Homeless advocates are trying to get New York City to take over long-vacant luxury apartments to help house the homeless. Leaders in the real estate market are saying ‘no way’, but this is generating some movement forward.
A coalition of community organizations in NYC, Right to the City Coalition, has found that 264 luxury residential developments are sitting vacant around the city. Rather than wasting useful space, the coalition is advocating that these places be taken over by the city and used for housing the homeless.
“It just seems very logical that if these buildings are vacant and they are warehousing them, while we have families living in shelters, living in SROs, these apartments should be taken over by the city through tax foreclosure, like any other building,” said Cerita Parker, a leader with Mothers on The Move, an activist community organization in the South Bronx. “These are homes and we have homeless people.”
Scale of the Vacant Buildings Problem in NYC
“The tax foreclosure process would be a means to transfer them to a non-profit manager. There are 138 buildings that are over a year delinquent,” said David Dodge, coordinator for the Right to the City-NYC Alliance.
“Relying on member organizations such as Make the Road New York and Mothers on the Move, the group canvassed eight city neighborhoods with what members suspected were high concentrations of high end real estate sitting fallow,” Eileen Markey of City Limits Magazine reports.
They found 41 buildings in the South Bronx that are completely or mostly vacant; 50 in Bushwick; 23 in Greenwich Village and Chelsea. The supply doesn’t meet the demand of people in those neighborhoods, according to Right to the City’s calculations: In the South Bronx the average price per condo on the market is $943,514, but the average household income is $19,111. In Bushwick, the average condo is listed at $336,035, with a neighborhood household income of $35,000. Incomes are higher in the West Village and Chelsea, reaching $92,000, but not high enough to afford the area’s $4.7 million average condo price.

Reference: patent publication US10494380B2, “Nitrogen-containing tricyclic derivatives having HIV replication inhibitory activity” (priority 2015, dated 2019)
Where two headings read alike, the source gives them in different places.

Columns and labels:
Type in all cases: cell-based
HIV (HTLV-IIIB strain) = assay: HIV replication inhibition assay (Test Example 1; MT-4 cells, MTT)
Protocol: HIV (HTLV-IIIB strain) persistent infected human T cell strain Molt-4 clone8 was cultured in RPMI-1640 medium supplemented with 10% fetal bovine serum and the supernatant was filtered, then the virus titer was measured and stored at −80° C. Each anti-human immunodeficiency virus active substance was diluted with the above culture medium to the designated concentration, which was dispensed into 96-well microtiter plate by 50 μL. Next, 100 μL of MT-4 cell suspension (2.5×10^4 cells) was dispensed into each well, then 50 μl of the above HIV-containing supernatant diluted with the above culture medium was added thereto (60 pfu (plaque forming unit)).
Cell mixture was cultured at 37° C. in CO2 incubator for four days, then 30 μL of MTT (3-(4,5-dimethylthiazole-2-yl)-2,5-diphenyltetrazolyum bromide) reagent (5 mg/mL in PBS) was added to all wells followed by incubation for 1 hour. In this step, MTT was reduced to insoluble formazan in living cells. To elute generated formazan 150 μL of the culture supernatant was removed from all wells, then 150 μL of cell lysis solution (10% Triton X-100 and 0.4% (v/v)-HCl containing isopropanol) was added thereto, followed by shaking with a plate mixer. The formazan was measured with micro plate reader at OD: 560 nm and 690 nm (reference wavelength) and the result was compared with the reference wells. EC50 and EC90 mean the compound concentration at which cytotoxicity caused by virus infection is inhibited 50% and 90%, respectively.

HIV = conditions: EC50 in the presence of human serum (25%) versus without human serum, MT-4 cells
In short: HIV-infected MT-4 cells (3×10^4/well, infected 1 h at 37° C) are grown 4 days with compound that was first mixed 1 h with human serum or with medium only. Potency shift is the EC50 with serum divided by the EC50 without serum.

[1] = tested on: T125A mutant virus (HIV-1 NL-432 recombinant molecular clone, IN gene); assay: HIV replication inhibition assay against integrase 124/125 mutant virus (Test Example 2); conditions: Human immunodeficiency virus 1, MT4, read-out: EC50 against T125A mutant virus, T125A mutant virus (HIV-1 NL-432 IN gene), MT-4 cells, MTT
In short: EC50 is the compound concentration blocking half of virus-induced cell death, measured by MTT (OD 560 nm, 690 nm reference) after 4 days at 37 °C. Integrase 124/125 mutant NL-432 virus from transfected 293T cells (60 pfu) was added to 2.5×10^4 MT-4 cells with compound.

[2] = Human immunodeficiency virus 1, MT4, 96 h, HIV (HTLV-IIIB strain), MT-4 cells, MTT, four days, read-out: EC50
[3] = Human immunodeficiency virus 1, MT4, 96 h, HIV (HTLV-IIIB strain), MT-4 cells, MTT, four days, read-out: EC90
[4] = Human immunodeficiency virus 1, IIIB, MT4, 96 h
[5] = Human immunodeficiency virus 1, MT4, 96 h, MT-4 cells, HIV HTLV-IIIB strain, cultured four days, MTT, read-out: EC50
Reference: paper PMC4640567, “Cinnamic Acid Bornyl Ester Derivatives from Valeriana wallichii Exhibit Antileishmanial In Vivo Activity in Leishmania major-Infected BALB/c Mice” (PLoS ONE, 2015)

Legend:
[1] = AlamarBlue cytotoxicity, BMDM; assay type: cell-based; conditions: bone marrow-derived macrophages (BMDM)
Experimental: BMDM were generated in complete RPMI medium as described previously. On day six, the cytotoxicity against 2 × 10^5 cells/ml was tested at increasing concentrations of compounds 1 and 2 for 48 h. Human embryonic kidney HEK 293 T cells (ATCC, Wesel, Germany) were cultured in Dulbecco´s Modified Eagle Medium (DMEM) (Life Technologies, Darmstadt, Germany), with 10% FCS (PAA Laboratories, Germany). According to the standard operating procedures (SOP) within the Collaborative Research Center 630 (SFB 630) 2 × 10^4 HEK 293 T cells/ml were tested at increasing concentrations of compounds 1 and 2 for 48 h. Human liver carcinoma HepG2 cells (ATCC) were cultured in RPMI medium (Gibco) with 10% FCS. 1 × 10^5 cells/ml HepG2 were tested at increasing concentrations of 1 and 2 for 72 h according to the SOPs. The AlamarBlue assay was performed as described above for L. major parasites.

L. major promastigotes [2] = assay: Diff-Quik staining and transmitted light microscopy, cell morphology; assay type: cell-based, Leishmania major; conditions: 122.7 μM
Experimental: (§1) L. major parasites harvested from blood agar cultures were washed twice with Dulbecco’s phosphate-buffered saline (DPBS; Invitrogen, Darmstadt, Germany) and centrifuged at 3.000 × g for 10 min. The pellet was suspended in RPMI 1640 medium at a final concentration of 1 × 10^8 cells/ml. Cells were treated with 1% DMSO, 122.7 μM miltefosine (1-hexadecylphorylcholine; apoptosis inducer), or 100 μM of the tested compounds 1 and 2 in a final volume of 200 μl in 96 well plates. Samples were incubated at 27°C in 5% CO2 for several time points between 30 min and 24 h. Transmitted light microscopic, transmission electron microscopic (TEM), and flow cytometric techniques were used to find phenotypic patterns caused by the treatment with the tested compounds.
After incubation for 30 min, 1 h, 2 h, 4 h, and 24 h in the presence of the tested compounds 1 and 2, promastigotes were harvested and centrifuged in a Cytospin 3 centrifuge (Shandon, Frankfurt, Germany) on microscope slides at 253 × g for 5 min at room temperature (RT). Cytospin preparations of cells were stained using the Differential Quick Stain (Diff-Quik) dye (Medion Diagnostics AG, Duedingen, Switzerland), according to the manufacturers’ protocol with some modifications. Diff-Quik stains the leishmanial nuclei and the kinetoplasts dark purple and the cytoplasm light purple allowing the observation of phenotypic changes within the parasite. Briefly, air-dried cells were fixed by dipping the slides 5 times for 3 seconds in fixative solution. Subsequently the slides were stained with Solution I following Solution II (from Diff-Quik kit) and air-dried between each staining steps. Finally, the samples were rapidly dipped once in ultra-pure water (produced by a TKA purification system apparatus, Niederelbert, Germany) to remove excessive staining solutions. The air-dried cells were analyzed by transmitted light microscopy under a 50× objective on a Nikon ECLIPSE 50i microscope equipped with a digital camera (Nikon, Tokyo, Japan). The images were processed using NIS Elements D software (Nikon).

Could the City Really Take These Buildings?
The ‘simple’ proposal is that the city take over buildings that are behind on taxes or use eminent domain to take buildings.
Of course, land politics and economics is more complicated than that.
“The call for the confiscating of private property for ideological reasons is the most startling since the Russian Revolution,” senior vice president at The Real Estate Board of New York Michael Slattery says.
In reality, the power of the real estate industry combined with the complexity of the citywide real estate market and severe fiscal constraints facing city agencies and the housing authority make this a very unlikely task.
But that isn’t stopping this coalition of community advocates from pushing for it and hopefully making some good progress in the meantime.
Trying Less Invasive Means
Last year, in an effort to address these two issues — excess housing and the homeless — the city offered developers with empty buildings tax breaks in exchange for dropping rents to levels where moderate-income families could afford to live in the buildings. The developers decided to try to wait out the economic lull rather than drop rents and take the incentives.
Now, the city is looking to start a mandatory, annual, citywide census of vacant buildings. “We want to use this to force other public conversations,” Councilwoman Melissa Mark-Viverito representing the East Harlem district says.
Her and other council members also support a proposed vacancy registration fee in which owners pay a per unit fee ($1,000 of $1,500 is what Right to the City is proposing) for properties held vacant for more than a year. Boston already has such a fee.
Neither of these ideas look like they push the envelope too far to me, but they would apparently be an important starting point according to those who are concerned about the homeless and are trying to negotiate with a very powerful real estate industry.
Image Credit: tanguero (BLOCK, rinse, repeat) via flickr/CC license